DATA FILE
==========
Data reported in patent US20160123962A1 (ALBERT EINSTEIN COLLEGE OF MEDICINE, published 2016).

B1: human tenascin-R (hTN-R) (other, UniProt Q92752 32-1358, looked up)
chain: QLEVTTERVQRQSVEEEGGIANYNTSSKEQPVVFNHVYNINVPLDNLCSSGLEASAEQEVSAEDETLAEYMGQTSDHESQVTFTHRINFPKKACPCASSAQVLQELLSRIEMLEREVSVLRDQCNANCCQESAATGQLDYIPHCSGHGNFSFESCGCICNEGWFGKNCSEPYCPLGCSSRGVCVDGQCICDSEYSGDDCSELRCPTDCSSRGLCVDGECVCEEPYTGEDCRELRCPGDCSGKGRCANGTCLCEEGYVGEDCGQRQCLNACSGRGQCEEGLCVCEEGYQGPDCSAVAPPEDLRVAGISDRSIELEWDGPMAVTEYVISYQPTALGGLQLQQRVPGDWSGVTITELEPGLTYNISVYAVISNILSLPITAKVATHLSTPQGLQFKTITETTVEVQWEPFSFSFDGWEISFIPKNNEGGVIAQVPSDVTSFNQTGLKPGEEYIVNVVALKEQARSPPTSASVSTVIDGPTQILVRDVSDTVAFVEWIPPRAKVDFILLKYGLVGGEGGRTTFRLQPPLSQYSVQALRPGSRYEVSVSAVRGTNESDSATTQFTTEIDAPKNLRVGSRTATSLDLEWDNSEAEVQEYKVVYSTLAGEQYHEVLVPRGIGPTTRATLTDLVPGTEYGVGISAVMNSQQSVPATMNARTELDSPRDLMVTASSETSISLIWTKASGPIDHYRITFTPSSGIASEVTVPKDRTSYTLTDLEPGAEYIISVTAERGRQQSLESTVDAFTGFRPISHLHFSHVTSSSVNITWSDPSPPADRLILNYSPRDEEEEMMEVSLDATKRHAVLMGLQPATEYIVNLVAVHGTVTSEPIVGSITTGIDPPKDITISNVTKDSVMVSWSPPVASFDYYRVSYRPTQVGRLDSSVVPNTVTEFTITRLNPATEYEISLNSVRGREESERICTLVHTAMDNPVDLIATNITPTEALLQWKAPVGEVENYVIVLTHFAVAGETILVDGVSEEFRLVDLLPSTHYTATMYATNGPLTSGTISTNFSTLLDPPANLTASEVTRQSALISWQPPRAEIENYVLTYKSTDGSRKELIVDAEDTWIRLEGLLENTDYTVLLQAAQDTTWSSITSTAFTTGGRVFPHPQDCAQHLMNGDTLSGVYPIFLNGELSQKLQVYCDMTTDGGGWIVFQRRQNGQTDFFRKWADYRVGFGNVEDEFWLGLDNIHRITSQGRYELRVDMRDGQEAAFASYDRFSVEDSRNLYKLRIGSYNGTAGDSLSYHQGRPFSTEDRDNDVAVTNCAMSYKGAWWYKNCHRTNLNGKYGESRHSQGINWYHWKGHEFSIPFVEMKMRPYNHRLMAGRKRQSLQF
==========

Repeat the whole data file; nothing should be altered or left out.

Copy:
Data reported in patent US20160123962A1 (ALBERT EINSTEIN COLLEGE OF MEDICINE, published 2016).

B1: human tenascin-R (hTN-R) (other, UniProt Q92752 32-1358, looked up)
chain: QLEVTTERVQRQSVEEEGGIANYNTSSKEQPVVFNHVYNINVPLDNLCSSGLEASAEQEVSAEDETLAEYMGQTSDHESQVTFTHRINFPKKACPCASSAQVLQELLSRIEMLEREVSVLRDQCNANCCQESAATGQLDYIPHCSGHGNFSFESCGCICNEGWFGKNCSEPYCPLGCSSRGVCVDGQCICDSEYSGDDCSELRCPTDCSSRGLCVDGECVCEEPYTGEDCRELRCPGDCSGKGRCANGTCLCEEGYVGEDCGQRQCLNACSGRGQCEEGLCVCEEGYQGPDCSAVAPPEDLRVAGISDRSIELEWDGPMAVTEYVISYQPTALGGLQLQQRVPGDWSGVTITELEPGLTYNISVYAVISNILSLPITAKVATHLSTPQGLQFKTITETTVEVQWEPFSFSFDGWEISFIPKNNEGGVIAQVPSDVTSFNQTGLKPGEEYIVNVVALKEQARSPPTSASVSTVIDGPTQILVRDVSDTVAFVEWIPPRAKVDFILLKYGLVGGEGGRTTFRLQPPLSQYSVQALRPGSRYEVSVSAVRGTNESDSATTQFTTEIDAPKNLRVGSRTATSLDLEWDNSEAEVQEYKVVYSTLAGEQYHEVLVPRGIGPTTRATLTDLVPGTEYGVGISAVMNSQQSVPATMNARTELDSPRDLMVTASSETSISLIWTKASGPIDHYRITFTPSSGIASEVTVPKDRTSYTLTDLEPGAEYIISVTAERGRQQSLESTVDAFTGFRPISHLHFSHVTSSSVNITWSDPSPPADRLILNYSPRDEEEEMMEVSLDATKRHAVLMGLQPATEYIVNLVAVHGTVTSEPIVGSITTGIDPPKDITISNVTKDSVMVSWSPPVASFDYYRVSYRPTQVGRLDSSVVPNTVTEFTITRLNPATEYEISLNSVRGREESERICTLVHTAMDNPVDLIATNITPTEALLQWKAPVGEVENYVIVLTHFAVAGETILVDGVSEEFRLVDLLPSTHYTATMYATNGPLTSGTISTNFSTLLDPPANLTASEVTRQSALISWQPPRAEIENYVLTYKSTDGSRKELIVDAEDTWIRLEGLLENTDYTVLLQAAQDTTWSSITSTAFTTGGRVFPHPQDCAQHLMNGDTLSGVYPIFLNGELSQKLQVYCDMTTDGGGWIVFQRRQNGQTDFFRKWADYRVGFGNVEDEFWLGLDNIHRITSQGRYELRVDMRDGQEAAFASYDRFSVEDSRNLYKLRIGSYNGTAGDSLSYHQGRPFSTEDRDNDVAVTNCAMSYKGAWWYKNCHRTNLNGKYGESRHSQGINWYHWKGHEFSIPFVEMKMRPYNHRLMAGRKRQSLQF